When most people attempt to solve a Rubik’s Cube, they pick a color and complete one face of the cube before moving on to the next color. While this approach is fun and has the appearance of working, it is ultimately doomed for failure. That is because while one side of the cube is being addressed, the other five are being thrown into chaos.
Similarly, components in a virtual data center are intertwined like the sides of a Rubik’s Cube. Seemingly isolated changes in one part of the IT infrastructure can have massive side effects elsewhere. For example, a network change might result in bad SAN behavior. Or, the introduction of a new virtual machine might impact other workloads, both physical and virtual, residing on a shared storage array.
Fundamental to the success of a virtual data center are its shared components. A virtual data center allows operating systems and applications to be decoupled from physical hardware; this in turn allows workloads to move around dynamically, mixing and matching workload to available resources. This provides better ROI and arguably benefits the quest for business continuity. But it’s this dynamism that makes it so difficult to solve a problem when it arises.
Due to the sheer complexity of today’s data center, troubleshooting is typically done per layer. This is an interesting challenge in the world of virtual data centers, where more virtual machines and workloads are introduced daily, with varying behavior, activity and intensity. While context is critical for VM troubleshooting, it is very hard to attain because the hypervisor absorbs useful information from the layers below it. In addition, applications running on top of the hypervisor are very dynamic, which makes traditional monitoring and troubleshooting methods inadequate. You need to take a step back and ask, “Are my current monitoring and management tools providing an answer to a single side of the cube, or are they providing enough perspective to solve the whole puzzle?”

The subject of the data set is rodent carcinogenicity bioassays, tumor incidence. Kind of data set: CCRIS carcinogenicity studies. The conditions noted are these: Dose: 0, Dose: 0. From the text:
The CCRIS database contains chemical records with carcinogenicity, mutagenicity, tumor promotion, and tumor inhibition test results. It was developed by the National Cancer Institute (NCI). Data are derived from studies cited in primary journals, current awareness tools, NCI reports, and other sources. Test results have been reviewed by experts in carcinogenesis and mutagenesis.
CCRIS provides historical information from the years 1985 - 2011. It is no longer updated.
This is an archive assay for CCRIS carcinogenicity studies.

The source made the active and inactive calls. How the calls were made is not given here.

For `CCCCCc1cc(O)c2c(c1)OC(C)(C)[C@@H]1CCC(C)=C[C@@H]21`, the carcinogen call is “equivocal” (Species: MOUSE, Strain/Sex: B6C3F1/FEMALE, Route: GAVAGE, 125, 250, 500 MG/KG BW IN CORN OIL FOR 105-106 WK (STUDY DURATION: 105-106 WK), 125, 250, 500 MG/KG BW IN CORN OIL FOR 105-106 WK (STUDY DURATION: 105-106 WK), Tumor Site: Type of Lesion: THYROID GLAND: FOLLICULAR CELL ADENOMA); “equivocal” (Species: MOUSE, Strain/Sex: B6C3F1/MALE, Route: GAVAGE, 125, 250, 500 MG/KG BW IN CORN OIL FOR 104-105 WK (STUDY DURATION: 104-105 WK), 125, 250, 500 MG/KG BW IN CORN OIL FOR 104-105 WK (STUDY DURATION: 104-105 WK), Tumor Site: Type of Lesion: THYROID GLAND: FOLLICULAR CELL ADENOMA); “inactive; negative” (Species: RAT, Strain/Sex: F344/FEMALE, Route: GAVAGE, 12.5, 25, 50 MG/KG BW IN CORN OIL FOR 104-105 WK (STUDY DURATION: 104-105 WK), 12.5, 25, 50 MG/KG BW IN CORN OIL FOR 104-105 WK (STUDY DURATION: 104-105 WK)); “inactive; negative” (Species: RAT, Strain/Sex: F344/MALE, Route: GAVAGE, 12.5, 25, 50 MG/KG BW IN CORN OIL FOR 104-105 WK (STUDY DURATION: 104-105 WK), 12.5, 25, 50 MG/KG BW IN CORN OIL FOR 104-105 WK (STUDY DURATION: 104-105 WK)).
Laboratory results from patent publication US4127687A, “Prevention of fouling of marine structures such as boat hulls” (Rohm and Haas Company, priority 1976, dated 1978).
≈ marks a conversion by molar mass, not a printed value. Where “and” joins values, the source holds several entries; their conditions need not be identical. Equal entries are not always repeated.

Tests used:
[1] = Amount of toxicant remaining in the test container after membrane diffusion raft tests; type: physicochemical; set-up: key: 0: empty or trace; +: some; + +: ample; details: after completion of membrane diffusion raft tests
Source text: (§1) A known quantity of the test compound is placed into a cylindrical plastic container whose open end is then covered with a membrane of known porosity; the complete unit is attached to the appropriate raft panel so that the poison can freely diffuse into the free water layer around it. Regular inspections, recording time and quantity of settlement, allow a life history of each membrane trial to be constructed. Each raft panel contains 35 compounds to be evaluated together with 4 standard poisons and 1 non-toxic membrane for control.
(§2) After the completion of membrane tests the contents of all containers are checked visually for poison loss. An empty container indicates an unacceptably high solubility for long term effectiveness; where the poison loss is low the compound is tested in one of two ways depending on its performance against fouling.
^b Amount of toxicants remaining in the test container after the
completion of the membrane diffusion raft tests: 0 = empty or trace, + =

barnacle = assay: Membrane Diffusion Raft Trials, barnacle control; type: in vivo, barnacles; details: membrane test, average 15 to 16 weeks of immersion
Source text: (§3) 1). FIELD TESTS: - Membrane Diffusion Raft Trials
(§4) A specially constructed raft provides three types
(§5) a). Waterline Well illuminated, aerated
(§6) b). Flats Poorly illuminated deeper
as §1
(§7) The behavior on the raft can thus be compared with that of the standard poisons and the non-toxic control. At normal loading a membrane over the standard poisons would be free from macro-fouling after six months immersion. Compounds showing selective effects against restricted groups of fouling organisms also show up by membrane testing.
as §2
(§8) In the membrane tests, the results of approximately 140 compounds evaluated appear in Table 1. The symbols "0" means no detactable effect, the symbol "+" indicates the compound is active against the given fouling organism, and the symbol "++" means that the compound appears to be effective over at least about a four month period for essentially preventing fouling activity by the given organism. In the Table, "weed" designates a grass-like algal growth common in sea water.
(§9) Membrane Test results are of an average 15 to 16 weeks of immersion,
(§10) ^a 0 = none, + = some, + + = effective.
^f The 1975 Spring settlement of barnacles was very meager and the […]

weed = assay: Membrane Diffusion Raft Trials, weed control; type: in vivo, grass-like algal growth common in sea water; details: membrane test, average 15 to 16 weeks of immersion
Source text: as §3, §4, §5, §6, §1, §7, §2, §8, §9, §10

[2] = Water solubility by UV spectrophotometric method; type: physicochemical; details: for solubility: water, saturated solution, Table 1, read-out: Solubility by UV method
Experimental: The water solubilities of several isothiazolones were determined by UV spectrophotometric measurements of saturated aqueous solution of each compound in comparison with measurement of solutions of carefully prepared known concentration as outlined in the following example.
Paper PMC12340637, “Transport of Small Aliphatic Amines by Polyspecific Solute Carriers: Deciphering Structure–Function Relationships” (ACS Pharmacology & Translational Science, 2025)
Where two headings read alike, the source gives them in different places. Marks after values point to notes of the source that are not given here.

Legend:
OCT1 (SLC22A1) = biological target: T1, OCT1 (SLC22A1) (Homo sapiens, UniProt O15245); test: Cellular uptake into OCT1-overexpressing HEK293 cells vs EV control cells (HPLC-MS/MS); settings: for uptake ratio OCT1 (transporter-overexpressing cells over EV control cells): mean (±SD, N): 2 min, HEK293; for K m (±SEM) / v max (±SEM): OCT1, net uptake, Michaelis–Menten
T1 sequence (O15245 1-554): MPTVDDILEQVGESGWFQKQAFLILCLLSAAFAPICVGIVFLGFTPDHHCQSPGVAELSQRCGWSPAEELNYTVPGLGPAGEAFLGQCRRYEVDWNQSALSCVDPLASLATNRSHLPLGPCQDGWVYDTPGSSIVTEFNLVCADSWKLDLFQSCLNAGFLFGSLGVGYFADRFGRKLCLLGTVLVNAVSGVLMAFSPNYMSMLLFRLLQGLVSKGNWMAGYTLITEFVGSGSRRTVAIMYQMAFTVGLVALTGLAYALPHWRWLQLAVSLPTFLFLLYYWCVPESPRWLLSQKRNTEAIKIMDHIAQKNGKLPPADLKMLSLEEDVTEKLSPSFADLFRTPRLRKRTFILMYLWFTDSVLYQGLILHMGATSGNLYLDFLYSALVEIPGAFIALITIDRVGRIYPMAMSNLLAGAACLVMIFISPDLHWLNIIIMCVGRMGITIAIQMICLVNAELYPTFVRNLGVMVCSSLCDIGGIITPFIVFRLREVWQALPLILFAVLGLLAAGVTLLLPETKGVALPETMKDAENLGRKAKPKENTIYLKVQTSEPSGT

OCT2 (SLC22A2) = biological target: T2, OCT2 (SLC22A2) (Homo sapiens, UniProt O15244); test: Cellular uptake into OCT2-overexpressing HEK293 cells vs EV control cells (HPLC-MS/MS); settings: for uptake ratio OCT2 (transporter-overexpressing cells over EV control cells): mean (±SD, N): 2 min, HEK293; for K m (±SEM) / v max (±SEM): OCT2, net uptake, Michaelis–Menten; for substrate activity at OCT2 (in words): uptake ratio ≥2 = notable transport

The only way to solve all sides of your data center management problem is to use big data analytics, which have been changing the way things operate for years. Walmart and Target, for example, were able to correlate many data points to accurately predict customer behavior. Similarly, bridges are equipped with sensors and big data analytics to identify changes in heat signatures, vibrations and structural stress to prevent mechanical and structural failures. With this in mind, IT pros should use the power of big data analytics to improve results in their own virtual data centers.
Applying big data analytics inside the hypervisor taps into the vast collection of data present, with insight into application, storage and other infrastructure elements. You can create a context-rich environment that provides an in-depth understanding of the layers on top and below the hypervisor. For example, you can get unprecedented insight into workloads generated by virtual machines, and how they impact lower level infrastructure, like storage arrays. You can discriminate workloads from one another, and understand how the infrastructure reacts to these workloads. This, in turn, helps developers optimize their code to better align to the infrastructure, which then lets infrastructure teams optimize their systems as needed.
With big data analytics inside the hypervisor, everyone wins. You can view your data center in a holistic fashion, instead of solving individual problems one at a time. Don’t be puzzled by complex data center design challenges. Solve them with analytics.